What are the best pets for busy people like nurses? Obviously, a brand new puppy will be too much work if you live alone and work multiple 12-hour shifts. So let’s look at some other pets that are even better for busy people like us.
Best Pets for Busy People: Nurse Life Friendly Animals
Nurses are known as some of the best caretakers. We make a living out of taking care of strangers. So, it goes without saying that we usually carry some compassionate traits.
It’s only natural for nurses like us to want to take part in the adventure that is becoming a pet owner. But nurses work long shifts. With drive time and prep, a nurse can be unavailable for over 15 hours a day. At this point, you may ask, how can a nurse fit the time to care for a pet with their busy lifestyle?
If you live alone, dogs are usually out of the question. Working 12-hour shifts at night means that no one will be able to walk your dog or take them outside.
Luckily, there are lots of animals that aren’t as needy as you would imagine. Here are some of the best choices in pets for busy nurses.
Cats are one of the best pets for busy people. Sure, they have a tendency to be a bit cheeky when it comes to humans or even other animals in some cases, but this doesn’t mean some of them aren’t capable of being sweet and cuddly. Cats practically take care of themselves.
You just need to make sure they have food, water, and to be around for the occasional head bump. Owning a cat is also perfect in terms of convenience when it comes to picking up food, litter, treats or toys since most grocery stores carry feline supplies. Cats are definitely among the top tier of pets for any individual with a hectic schedule.
If you work night shifts, rabbits might be a better option for your sleep schedule. Rabbits can be left alone for long periods of time as long as they have food, water, a clean cage and maybe a toy. While some rabbits are timider and scared of owners, lots of others have large personalities and can bond very closely with their owners.
Rabbits are typically companion animals as well, so you may consider buying two of them so they can keep each other occupied when you aren’t home.
Lots of small reptiles are also ideal for the nurse without a lot of time to care for an animal. Some examples are bearded dragons, geckos, and even snakes if you can tolerate them. While bearded dragons and geckos do need to be fed every day, their bowl can be filled up and they will eat when they’re hungry throughout the time of your shift. Snakes, however, eat less often depending on their size. Some snakes will eat only once or twice a week.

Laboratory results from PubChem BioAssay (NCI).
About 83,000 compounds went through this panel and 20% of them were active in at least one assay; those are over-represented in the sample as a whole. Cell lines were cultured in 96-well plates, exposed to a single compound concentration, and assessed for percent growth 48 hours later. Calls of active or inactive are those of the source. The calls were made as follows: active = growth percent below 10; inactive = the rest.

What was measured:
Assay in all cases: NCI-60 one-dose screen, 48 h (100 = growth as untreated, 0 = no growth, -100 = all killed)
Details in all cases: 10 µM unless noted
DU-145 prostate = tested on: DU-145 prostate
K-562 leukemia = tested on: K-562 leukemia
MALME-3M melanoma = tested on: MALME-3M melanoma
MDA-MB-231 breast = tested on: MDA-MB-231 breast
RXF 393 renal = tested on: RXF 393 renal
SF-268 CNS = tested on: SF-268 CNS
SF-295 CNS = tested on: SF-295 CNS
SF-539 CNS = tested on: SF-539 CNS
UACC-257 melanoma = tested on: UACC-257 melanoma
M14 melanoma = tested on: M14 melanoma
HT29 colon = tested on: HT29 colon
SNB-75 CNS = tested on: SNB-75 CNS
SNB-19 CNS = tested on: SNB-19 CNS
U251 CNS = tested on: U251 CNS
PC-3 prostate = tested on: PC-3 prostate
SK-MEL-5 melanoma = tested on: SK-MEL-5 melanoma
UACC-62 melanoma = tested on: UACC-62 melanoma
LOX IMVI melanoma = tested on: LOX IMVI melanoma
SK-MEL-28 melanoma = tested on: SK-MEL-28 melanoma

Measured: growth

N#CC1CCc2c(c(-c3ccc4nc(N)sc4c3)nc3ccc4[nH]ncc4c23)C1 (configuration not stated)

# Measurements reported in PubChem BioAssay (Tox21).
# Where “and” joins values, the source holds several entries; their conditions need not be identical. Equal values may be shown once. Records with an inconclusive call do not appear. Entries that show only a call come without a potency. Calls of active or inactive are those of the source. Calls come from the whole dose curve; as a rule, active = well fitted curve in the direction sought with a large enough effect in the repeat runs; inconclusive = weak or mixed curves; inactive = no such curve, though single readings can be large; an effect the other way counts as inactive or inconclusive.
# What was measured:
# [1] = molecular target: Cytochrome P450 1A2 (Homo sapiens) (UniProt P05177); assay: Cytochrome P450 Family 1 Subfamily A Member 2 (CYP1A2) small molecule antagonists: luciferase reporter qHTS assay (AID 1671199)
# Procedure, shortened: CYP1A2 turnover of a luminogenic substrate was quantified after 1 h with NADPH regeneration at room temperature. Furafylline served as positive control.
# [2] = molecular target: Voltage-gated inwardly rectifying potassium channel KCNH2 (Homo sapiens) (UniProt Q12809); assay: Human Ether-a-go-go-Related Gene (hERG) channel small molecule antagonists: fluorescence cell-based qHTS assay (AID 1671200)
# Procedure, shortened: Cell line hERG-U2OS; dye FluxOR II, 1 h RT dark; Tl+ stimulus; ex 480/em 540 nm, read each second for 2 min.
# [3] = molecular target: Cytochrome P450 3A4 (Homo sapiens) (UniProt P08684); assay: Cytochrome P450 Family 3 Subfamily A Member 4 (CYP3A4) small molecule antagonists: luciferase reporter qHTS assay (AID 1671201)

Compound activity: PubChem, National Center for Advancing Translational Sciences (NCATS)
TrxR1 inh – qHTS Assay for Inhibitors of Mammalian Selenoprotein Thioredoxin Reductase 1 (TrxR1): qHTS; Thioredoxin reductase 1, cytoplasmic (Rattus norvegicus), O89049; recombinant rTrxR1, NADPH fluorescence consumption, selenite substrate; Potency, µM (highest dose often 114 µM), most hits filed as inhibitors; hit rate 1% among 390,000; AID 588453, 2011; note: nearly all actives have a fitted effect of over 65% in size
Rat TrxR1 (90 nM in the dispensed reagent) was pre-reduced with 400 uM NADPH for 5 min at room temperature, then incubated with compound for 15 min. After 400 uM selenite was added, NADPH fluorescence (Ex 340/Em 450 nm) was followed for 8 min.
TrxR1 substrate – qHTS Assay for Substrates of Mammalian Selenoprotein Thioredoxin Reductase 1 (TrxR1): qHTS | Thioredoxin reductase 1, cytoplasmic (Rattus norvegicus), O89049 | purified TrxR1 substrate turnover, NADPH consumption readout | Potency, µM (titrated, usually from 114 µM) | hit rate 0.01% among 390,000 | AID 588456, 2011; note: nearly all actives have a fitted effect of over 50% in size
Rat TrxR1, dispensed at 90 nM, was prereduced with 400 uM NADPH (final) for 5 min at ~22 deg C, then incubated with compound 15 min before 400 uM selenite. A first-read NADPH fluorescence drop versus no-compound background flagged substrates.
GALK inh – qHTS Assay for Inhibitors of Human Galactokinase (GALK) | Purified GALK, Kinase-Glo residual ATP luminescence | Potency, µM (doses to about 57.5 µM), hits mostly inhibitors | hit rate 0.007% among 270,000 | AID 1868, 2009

Compared to any other pet, fish are most likely to be voted the easiest. They only need a minimum amount of food, and some space to swim around and they’re happy. The most tedious part of owning fish is the actual tank cleaning, but it is necessary to keep your fish healthy. While owning fish is relatively simple, they lack the ability to be affectionate with their owners. So, a friendly pet may have to be sacrificed for the advantage of owning a pet with ease.
Can a Nurse Have a Dog?
We are not here to pass judgment on your ability to care for a dog as a single nurse. There are some dogs that are much less excitable and easier to care for than others. The major issue is giving a dog enough exercise and allowing them the time they need to go on walks. There are options like pet pads and grass pads that can make dog ownership more accessible. Also, living with family or roommates that will help take your dog outside can make a major difference in your ability to care for a dog while working long shifts.
Where to Find Pets for Busy People
If you are looking to get a new pet, please adopt it if you can. There are a lot of cats in adoption shelters looking for a forever home. You can search for cats and rabbits on PetFinder.
And after you adopt a new cat or dog, please spay or neuter it. Prevent those unexpected new kittens or baby animals.
These are only a few of some of the best pets to own as a nurse, with hectic or spur of the moment work schedules.
Yes! There are many pets that are low maintenance that make great pets for nurses. Nurses with families that can help care for a pet have even more options for furry, feathered, or scaled companions.
There are many cheap pets. Hermit crabs, goldfish, and other small animals are some of the most affordable pet options.
Yes! Cats are great pets for busy people. Cats tend to take care of themselves and usually do not destroy things when left alone for long periods of time.
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